This increased popularity of speed climbing has made the sport more competitive, as most speed climbing teams head up with the hopes of bettering the time of the fastest ascent before them. Yet while the incentive of setting a record may add a bit of fun to the game, there are too many subjective factors to keep such records from ever bearing too much weight. Fixed gear, the use of cheater sticks and whether a party has climbed a route before gives one team an advantage over the next and will keep speed climbing from ever becoming too competitive.

Clean climbing, on the other hand, is something that needs to be taken more seriously. Since Doug Robinson first wrote of it in the 1973 Chouinard catalog, clean climbing has been the right thing to do. It still is; but increasingly, if climbing is to endure, it is the necessary thing to do as well.

As the sport has emerged into public view, it has caught the eye of land managers, government agencies and assorted politicians. With more and more climbers entering wilderness areas, officials now are deciding how the sport fits into the overall picture of human wilderness use. With such weighty decisions in the balance, it is more important than ever to climb as cleanly as possible.

Hammerless aid climbing is one form of clean climbing that has gained acceptance lately, but it has not gone nearly as far as it can. Despite a well-publicized first hammerless ascent of the Shield on El Cap, only one hammerless repeat has been made in the last five years. Hundreds of other parties have continued to nail, with clear results: RURP seams now take one-inch sawed angles and continue to widen.

Ten years ago, this might have been acceptable. Today, however, hammerless protection technology is so sophisticated that there no longer is an excuse to nail. Hammerless climbing often is faster than nailing and can be made just as safe. And while preserving the integrity of the line is the main argument for its use, hammerless climbing does more than just preserve the rock: It adds an entirely new adventure to the game.

On the first ascent of the Shield in 1972, Charlie Porter placed 35 RURPs in a row on the Triple Cracks Pitch. When Charlie Fowler led this pitch in 1993 on the first hammerless ascent, he hand-placed bird beaks, angles and nuts. Although the equipment was different, the sense of adventure was the same. Both parties pushed the level of boldness; Porter was trying to avoid placing bolts and Fowler was trying to avoid using a hammer. The first clean ascent of the Shield showed that an intricate hammerless pitch is every bit as rewarding as a hard nailing pitch—and it adds the satisfaction of knowing that you did not change the route for the next guy.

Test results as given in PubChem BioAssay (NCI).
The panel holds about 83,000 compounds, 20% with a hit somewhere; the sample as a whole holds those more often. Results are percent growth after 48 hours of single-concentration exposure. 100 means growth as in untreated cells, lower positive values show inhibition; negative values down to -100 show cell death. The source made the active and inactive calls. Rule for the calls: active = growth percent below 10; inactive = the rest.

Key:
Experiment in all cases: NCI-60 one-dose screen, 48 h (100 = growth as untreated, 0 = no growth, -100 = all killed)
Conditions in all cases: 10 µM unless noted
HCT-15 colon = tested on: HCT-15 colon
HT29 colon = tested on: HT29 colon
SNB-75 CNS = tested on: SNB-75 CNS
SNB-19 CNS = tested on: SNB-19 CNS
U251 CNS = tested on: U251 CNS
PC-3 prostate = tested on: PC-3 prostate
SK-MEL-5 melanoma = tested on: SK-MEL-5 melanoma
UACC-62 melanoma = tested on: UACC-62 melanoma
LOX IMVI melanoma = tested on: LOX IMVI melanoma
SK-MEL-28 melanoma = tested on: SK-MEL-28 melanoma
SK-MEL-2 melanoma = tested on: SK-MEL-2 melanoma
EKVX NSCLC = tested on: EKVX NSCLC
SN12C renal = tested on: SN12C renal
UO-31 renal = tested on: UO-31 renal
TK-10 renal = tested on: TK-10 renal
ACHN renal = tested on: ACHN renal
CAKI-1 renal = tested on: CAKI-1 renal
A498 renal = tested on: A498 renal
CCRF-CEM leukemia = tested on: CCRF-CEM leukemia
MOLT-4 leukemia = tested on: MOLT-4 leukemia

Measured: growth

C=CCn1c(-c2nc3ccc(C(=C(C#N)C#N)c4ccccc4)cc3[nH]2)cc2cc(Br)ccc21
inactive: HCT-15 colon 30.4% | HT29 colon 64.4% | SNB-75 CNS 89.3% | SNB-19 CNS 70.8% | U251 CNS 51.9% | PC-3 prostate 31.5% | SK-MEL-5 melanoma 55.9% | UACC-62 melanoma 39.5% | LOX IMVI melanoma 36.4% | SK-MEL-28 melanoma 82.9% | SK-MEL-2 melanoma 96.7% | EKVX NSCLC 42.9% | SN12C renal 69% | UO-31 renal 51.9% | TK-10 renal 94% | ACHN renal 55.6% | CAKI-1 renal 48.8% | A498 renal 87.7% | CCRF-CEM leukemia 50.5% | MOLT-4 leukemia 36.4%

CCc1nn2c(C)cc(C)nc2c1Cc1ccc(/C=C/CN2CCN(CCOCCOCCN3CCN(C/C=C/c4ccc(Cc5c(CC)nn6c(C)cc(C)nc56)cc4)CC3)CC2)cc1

Unfortunately, when some routes have gone hammerless at hard grades, subsequent parties have been intimidated into thinking that the climbs are too dangerous for them to attempt cleanly. They shouldn’t be. Instead, all climbers should be inspired to reach within themselves for the patience and resolve necessary to do the route as hammerless as they possibly can. For some, it may mean not using the hammer at all; for others, it may mean using the hammer only when the danger becomes too great. But only when every party makes the pledge to climb as cleanly as they feel possible will the true potential for clean climbing be realized.

The first ascent may always be the most glorious and rewarding climbing achievement a climber can earn. Those who only see adventure in Yosemite in first ascents will be forced up lines that are more and more contrived. But many will continue to devote time to first ascents in the big mountains as well —and rarely do these climbers go to the alpine walls without first making numerous pilgrimages to Yosemite. The world’s best rock climbers and alpinists will continue to visit Yosemite, current standards will continue to evolve, and an entirely new realm of adventures for the Valley climber will be the result. I believe the potential of Yosemite is decided by what our vision lets us see. For those who are not limited by past accomplishments but are instead inspired by them, an exciting future with opportunities in speed, free and hammerless climbing is on a horizon still brimming with potential.